There’s trouble in paradise for Kate Moss’ favorite denim brand. Designer Michelle Siwy, who co-founded Siwy Denim in 2005, is suing the brand’s current owners after they allegedly went back on their word to grant her a stake in the company.
It’s hardly a holly jolly Christmas in the Burch households this year. Page Six reports that the latest development in the messy, ongoing dispute between Tory and Chris Burch involves heavy-hitting lawyers and lots o’ subpoenas — none of which, we imagine, were tied up with a festive bow.
Things are not looking good for attractive Iowans. On Friday, the state’s supreme court ruled that a male dentist was within his rights to fire his assistant for being too good-looking. James Knight alleged that Melissa Nelson, a married mother of two and his employee of ten years, became too “irresistible” for his meagre willpower to handle, so, to eliminate the “threat” and protect his own marriage, he terminated her employment.
This Thursday, Journalist Charlie Rose and his production team agreed to pay $250,000 in unpaid wages to former interns in order to settle a class-action suit they had filed against him. Could this mean that Hearst will be forced to do the same in the suit former intern Diana Wang brought against the company? And could this be the beginning of the end of unpaid internships?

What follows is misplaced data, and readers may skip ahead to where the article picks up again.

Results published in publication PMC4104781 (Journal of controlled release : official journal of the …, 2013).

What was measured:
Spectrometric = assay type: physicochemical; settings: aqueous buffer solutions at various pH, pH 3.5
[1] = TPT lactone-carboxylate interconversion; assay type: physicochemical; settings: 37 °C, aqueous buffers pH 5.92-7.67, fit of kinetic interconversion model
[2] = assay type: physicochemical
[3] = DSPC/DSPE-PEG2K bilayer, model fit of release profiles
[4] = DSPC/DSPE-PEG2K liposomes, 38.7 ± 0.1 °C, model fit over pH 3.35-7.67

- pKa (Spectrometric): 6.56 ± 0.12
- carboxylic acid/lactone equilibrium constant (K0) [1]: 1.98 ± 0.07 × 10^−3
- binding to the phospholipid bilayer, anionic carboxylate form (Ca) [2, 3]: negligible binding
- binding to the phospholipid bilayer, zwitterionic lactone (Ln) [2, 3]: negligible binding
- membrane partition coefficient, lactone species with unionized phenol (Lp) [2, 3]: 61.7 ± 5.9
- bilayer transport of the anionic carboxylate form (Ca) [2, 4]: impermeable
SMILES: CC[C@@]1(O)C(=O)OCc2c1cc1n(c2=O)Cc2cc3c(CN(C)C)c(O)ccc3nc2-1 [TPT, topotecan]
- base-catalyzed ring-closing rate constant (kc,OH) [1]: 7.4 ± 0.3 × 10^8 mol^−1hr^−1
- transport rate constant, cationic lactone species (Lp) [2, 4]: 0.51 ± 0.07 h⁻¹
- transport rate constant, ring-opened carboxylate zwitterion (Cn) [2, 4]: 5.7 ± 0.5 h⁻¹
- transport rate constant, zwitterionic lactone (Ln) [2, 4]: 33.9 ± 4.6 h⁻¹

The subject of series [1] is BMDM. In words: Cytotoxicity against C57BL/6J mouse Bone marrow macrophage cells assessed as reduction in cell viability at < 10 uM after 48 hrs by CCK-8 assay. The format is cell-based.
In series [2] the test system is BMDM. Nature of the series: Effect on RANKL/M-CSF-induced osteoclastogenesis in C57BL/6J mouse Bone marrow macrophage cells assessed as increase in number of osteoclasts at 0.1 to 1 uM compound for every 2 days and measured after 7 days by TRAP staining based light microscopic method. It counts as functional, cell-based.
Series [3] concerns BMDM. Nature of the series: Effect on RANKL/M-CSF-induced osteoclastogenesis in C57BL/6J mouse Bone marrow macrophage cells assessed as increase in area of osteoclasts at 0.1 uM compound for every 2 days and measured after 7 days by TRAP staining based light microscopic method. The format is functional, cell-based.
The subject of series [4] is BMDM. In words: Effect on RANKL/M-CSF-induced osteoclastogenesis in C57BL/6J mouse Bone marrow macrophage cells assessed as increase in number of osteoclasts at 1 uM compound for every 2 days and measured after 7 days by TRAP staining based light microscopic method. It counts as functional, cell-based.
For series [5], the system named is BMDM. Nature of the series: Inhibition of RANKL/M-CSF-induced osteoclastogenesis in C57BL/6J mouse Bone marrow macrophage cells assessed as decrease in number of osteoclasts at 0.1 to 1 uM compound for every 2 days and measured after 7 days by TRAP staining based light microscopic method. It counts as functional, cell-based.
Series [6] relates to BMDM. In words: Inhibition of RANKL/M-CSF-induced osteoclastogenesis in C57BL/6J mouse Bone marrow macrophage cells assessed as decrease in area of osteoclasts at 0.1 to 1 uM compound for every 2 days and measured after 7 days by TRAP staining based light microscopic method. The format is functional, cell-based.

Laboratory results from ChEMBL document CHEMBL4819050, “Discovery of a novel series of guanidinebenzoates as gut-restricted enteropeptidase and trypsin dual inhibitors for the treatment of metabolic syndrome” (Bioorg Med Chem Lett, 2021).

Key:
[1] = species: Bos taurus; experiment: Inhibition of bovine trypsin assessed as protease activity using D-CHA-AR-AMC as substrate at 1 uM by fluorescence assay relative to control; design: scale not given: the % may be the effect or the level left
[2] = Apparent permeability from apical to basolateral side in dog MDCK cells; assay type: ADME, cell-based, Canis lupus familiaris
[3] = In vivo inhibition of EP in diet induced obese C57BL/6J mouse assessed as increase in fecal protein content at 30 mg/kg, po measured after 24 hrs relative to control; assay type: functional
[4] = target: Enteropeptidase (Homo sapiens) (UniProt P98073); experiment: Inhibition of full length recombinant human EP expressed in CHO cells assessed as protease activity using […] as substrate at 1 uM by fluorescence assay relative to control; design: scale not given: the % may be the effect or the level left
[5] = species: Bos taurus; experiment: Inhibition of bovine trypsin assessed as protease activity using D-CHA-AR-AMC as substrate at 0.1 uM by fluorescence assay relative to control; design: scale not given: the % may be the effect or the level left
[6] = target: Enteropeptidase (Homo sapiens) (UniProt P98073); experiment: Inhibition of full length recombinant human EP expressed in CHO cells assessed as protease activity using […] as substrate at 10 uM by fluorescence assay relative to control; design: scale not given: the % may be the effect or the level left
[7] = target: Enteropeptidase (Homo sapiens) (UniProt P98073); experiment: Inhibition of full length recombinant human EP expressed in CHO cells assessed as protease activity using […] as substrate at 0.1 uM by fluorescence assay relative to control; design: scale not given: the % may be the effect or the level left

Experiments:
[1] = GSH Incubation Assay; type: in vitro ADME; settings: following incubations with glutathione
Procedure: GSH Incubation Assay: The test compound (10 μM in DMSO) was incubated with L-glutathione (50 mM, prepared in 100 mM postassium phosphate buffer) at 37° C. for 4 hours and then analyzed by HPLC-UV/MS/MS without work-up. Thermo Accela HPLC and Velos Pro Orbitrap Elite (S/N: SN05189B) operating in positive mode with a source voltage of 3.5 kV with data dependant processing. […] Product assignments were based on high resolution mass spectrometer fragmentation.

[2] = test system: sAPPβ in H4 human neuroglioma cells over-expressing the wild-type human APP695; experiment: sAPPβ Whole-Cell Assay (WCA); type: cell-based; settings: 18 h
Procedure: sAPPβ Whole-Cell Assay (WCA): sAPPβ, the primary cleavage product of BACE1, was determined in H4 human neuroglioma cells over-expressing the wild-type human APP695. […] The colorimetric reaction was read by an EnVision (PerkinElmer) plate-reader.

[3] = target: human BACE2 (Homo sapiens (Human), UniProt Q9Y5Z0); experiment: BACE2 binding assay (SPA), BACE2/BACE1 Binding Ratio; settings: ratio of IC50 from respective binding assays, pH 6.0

Let this be a lesson to us all not to throw around claims of elephant polo tournaments where litigious supermodels are involved.
Can American Apparel go 24 hours without getting hit with a new controversy? Yesterday, several of their ads were banned in Britain for appearing to sexualize minors, and today CEO Dov Charney is getting hit with a lawsuit that alleges he choked and rubbed dirt in the face of a former employee.
For something involving people who make pretty things for a living, the fight between Tory Burch and ex-husband Chris Burch sure is ugly.
After a lengthy legal battle, ex-Prada Japan retail manager Rina Bovrisse has seen the case that she filed against her former employer rejected by a Tokyo District Court.
Do you find the names Ali Ro and A+RO for two totally unrelated fashion labels a little too close for comfort? Donna Morgan LLC certainly does. As the owners of Ali Ro, a contemporary line founded in 2007, the company is now suing a whole slew of retailers and manufacturers involved with selling products under the label A+RO.
According to the New York Post, a slew of major New York City modeling agencies from Wilhelmina to Ford to Elite are currently the target of a $20 million class action lawsuit alleging that their fraudulent accounting led to models getting repeatedly cheated out of their hard-earned paychecks.
CEO of LVMH Moët Hennessy Louis Vuitton and France’s richest man Bernard Arnault got a very rude awakening when he opened up the newspaper this morning — a picture of him on the cover of Libération under the headline “Casse-toi riche con!”, which can be (politely) translated to “Get lost, rich idiot!”, was staring back.